Getting them here from Italy in 2012 wasn’t easy. Europeans fiercely protect their own foodstuffs. “It’s a regionally-protected product,” says Johnny Wilson, Front Porch’s farm manager. “They’re known for making some of the best prosciutto in the world. That’s really what the breed is optimized for. In getting the pig out to California, I’m sure they were a little bit worried about brand dilution.”

Michael B. Woolsey Photography

In addition to convincing Italian farmers to let go of just under 30 pigs, Front Porch faced issues with importation, quarantine, the USDA, and other obstacles. The result? Avid desire. Just as with the Mangalitsas, chefs started calling when word got out that Cintas were being raised locally.

Front Porch faces many of the same obstacles that Winkler must surmount in order to make the pigs profitable: longer maturation, higher costs, and public perception. “With the consolidation of the pork industry,” Wilson says, “people get used to paying a certain price for a certain product in the marketplace, whether it’s Safeway, Whole Foods, or the farmers’ market. And if you try to produce something in a sustainable way that’s ecologically responsible and takes care of the land, and you try to limit all of the detrimental effects and also pay people livable wages—all that stuff has a cost that goes into producing what we’re trying to do.”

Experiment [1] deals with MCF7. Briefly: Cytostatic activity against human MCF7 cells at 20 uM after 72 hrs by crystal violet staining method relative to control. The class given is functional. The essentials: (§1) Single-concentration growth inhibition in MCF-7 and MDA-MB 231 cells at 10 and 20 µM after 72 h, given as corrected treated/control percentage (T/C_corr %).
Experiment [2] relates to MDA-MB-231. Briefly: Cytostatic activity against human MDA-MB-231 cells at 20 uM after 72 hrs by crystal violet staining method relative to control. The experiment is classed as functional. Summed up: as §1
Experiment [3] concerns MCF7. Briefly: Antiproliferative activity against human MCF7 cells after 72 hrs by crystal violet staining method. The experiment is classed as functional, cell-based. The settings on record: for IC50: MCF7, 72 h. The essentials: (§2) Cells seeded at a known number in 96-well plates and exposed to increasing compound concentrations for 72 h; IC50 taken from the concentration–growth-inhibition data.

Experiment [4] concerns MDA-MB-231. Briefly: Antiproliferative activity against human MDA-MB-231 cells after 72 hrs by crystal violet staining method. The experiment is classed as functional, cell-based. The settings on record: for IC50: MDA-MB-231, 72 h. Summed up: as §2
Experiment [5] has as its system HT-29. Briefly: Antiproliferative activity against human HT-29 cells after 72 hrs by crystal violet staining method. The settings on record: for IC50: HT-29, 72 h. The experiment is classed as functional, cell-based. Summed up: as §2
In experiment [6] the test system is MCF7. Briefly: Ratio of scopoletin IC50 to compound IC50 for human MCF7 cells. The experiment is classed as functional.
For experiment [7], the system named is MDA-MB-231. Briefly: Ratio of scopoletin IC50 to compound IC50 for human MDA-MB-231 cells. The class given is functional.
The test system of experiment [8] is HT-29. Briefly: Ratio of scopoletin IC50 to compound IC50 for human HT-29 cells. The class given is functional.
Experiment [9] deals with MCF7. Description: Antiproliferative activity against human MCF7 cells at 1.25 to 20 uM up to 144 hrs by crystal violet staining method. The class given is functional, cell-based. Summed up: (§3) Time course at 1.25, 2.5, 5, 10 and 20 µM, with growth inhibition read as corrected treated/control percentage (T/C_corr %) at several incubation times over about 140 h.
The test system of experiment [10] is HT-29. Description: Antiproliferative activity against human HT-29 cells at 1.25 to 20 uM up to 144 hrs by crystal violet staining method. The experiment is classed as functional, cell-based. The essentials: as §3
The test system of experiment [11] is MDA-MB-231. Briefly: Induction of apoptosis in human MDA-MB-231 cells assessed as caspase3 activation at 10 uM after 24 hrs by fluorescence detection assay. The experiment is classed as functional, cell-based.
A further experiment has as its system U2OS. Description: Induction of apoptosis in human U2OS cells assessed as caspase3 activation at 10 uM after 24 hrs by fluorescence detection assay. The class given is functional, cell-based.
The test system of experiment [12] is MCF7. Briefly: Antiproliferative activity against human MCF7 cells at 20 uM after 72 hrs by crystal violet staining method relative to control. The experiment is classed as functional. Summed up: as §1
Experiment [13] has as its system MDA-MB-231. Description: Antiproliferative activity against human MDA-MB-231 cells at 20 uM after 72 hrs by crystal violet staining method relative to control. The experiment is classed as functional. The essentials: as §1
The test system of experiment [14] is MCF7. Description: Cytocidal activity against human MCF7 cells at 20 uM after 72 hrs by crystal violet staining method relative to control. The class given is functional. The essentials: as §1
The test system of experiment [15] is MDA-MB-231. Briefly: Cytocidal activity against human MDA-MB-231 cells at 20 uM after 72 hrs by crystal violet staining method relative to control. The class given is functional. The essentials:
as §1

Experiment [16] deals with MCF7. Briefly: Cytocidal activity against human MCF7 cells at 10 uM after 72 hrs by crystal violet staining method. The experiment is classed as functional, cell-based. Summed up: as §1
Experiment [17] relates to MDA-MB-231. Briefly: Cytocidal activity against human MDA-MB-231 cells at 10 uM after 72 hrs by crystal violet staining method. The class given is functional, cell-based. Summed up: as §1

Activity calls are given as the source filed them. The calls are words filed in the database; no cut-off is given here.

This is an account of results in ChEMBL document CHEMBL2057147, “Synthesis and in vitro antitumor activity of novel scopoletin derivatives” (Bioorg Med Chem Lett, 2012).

Wilson continues. “The way the commercial hog industry operates, it sets the price bar really low, and the general consumer gets accustomed to paying for something that’s really cheap. And so when we absorb all the externalities that the commercial hog industry has other people pay for—whether it be through government subsidies, or whether it be in environmental costs they’re not accounting for—then it’s a challenge for us to educate consumers and differentiate our product, and say, ‘This is what you should be paying for this pork because this is actually what it costs to produce it in a healthy way.’”

Because Cintas take roughly two years to fully mature, the meat from Front Porch’s Cintas just recently hit the market. But it’s already been shipped to big prosciutto companies like La Quercia in Iowa and Olli Salumeria in Virginia as well as such restaurants as Spoonbar and Mateo’s Cucina Latina in Healdsburg; Diavola in Geyserville; Press in St. Helena; Zazu in Sebastopol; the French Laundry in Yountville; Oliveto in Oakland; and Cotogna and Quince in San Francisco.